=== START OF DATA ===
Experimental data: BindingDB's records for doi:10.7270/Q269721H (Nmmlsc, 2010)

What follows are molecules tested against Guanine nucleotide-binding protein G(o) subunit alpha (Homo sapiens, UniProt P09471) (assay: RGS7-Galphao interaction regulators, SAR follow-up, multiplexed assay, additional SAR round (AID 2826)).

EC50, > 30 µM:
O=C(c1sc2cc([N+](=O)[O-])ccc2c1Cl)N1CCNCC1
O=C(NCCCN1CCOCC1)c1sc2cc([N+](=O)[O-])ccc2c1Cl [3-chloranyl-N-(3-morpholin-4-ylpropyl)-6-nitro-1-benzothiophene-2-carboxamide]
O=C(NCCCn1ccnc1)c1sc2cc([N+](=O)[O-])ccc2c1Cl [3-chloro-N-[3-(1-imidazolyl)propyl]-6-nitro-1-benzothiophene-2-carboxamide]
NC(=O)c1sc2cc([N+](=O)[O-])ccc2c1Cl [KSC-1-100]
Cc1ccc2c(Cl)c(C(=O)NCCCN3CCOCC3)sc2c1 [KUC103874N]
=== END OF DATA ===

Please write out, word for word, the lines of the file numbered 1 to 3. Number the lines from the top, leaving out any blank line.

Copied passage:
Experimental data: BindingDB's records for doi:10.7270/Q269721H (Nmmlsc, 2010)

What follows are molecules tested against Guanine nucleotide-binding protein G(o) subunit alpha (Homo sapiens, UniProt P09471) (assay: RGS7-Galphao interaction regulators, SAR follow-up, multiplexed assay, additional SAR round (AID 2826)).

EC50, > 30 µM: